Many a foodie or environmentalist who wants to plant a vegetable garden has run into a common problem: tall hardwoods shade the backyard and neither of the side yards, which are too narrow to yield bountiful harvests, gets good sunlight.

The front yards of these homes, on the other hand, invariably have ample space and are awash in enough sun to grow even the greediest of vegetables.

The instinct, of course, is to rush out the front door and start digging. Before doing that, however, it would be a good idea to check with the local municipality and, depending on where you live, a homeowner’s association.

In June 2011 the Turner Environmental Law Clinic at Emory University in Atlanta completed a survey of how 16 cities across the country incorporate urban agriculture into their land use plans. The study found that most, though not all, of the cities in the survey include provisions for urban agriculture, including personal gardens, in their zoning ordinances. However, the study concluded that there is no precise nationwide formula for implementing urban agriculture activities. The cities in the survey included Baltimore, Detroit, Cleveland, Nashville, Portland and San Francisco.

Zoning codes in these and other municipalities vary widely and may not only prohibit front yard vegetable gardens but may even stipulate how the area in front of a house can be planted. Typically, that would be with grass and ornamental shrubs and trees. Covenants of homeowners associations may have similar requirements or restrictions.

While it might seem unreasonable that planting squash in the front yard could be a crime, in some areas violators could face misdemeanor charges and the possibility of serving time in jail for growing healthy food a few steps from the front porch. Even where front yard gardens are legal, it’s a good idea to win over the neighbors before changing the view from the street.

Van Malone at work in his gardenVan Malone has installed a vegetable garden in front of his home on a corner lot in the upscale Atlanta suburban city of Dunwoody, which is urban agriculture-friendly. He has several suggestions for how to grow organic vegetables, fruits and herbs in the front yard and keep the neighbors happy.

One is to design the garden in a pleasing manner that blends in with the landscape of other homes in the neighborhood. Another is to invite the neighbors to pick what they want or give them something when they see you in the garden and stop their cars to ask for an update on what’s ready for picking.

The result? Malone says so many people pause to talk to him about what he’s growing or honk the horn and wave as they drive by that his wife, Sally, has accused him of running for mayor. He’s not, he says, but adds that he has met neighbors he would have never met without the garden and they always greet him with kind words. He adds that he’s only received one negative comment, and that was through a third party.

With Sally supplying design ideas, Malone says he has accomplished his goals of trying to do the right thing and making the garden pretty in a number of ways:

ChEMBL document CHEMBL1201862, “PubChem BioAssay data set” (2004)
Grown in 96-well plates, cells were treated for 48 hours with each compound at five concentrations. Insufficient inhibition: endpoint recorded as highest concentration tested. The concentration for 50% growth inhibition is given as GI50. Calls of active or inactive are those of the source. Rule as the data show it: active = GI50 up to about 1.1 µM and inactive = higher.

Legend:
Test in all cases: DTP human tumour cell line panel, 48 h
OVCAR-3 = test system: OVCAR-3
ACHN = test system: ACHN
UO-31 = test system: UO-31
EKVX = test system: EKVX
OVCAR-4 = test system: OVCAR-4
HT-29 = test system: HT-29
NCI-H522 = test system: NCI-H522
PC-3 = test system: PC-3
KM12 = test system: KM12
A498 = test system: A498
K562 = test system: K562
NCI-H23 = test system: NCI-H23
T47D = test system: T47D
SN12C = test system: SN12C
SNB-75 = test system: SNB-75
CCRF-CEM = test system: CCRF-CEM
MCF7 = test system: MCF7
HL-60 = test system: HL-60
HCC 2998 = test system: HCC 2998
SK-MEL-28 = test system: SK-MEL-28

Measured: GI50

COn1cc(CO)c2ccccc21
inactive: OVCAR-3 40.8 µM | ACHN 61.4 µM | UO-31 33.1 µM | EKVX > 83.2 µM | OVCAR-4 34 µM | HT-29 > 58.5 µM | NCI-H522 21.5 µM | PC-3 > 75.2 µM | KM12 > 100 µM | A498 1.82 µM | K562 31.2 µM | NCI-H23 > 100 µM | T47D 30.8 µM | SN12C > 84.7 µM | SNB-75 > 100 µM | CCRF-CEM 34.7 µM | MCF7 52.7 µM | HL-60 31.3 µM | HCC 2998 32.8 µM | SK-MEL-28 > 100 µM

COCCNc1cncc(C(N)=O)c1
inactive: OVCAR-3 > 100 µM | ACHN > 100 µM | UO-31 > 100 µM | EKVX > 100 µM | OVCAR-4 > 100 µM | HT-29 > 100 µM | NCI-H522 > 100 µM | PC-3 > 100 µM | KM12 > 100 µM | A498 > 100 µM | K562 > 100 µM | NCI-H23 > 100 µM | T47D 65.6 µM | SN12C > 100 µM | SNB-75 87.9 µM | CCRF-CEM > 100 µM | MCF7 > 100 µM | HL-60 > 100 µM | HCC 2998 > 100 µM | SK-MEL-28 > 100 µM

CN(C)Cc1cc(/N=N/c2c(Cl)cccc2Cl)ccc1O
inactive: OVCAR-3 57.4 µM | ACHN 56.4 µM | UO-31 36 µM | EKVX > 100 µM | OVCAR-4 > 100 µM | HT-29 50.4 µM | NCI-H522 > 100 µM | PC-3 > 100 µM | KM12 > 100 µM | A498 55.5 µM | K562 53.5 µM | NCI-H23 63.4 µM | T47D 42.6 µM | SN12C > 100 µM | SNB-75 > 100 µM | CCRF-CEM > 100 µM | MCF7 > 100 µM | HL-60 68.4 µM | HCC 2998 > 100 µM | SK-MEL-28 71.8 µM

• Leaving a small grassy area in the middle of the yard.
  • Design the garden so that it sweeps up from the curb to the front steps from both sides of the yard, similar to the ornamental landscapes of some of his neighbors.
  • Edging the garden with rocks to give it a finished look.
  • Installing a gently curving slate walk from the street to the front door that welcomes passersby to stop and enjoy the garden.
  • Designing rock-edged paths through the garden that create garden sections that can be devoted to specific crops, such as garlic, onions and leeks, tomatoes, leafy greens, peppers or other favorites.
  • Placing Adirondack chairs on a patio where the Malones and guests can chat or shell beans … or both.
  • Planting fig, pawpaw or other fruit trees instead of ornamental trees.
  • Keeping vegetables such as onions that produce scapes some may consider unsightly in the back of the garden where they are less likely to be seen from the street.
  • Planting annual and perennial flowers among the vegetables and close to the curb.
  • Placing essential but unsightly compost piles out of sight from the street.
  • Using creeping herbs and strawberries as ground covers rather than ornamentals.
  • Avoiding field crops such as corn.

Malone has made his garden neighborhood-friendly in a number of ways:

  • Giving his neighbors an open invitation to pick what they want when they want.
  • Leaving a dull knife near the street so neighbors can cut their own produce.
  • Using the garden as a teaching tool to help neighborhood children learn how to grow healthy food.
  • Donating food from the garden to a local food pantry.

He has several tips for those who would like to start a front yard vegetable garden:

  • Know the law and neighborhood covenants.
  • Create a compost pile (it will take 6-9 months to produce compost).
  • Join a community garden to learn how to garden.
  • Start small.
  • Amend the soil.
  • Keep the garden attractive by employing some of his design techniques above.
  • Give away food to build support.

Malone is a pioneer in a movement that is sweeping the nation. Since The Turner Environmental Law Center completed its survey, several of the cities in the survey — Chicago, Atlanta, Boston, Minneapolis, and Portland — have revised their zoning codes to incorporate urban agriculture.

If your municipality doesn’t permit a front yard vegetable garden, perhaps it soon will. And then it won’t matter how much shade you have in your backyard or how narrow the side yards may be.

Related: Defiant front-yard gardener faces jail time

Photo of Van Malone in his Dunwoody garden: Tom Oder

How to install a front yard vegetable garden
Many a foodie or environmentalist who wants to plant a vegetable garden has run into a common problem: tall hardwoods shade the backyard and neither of the side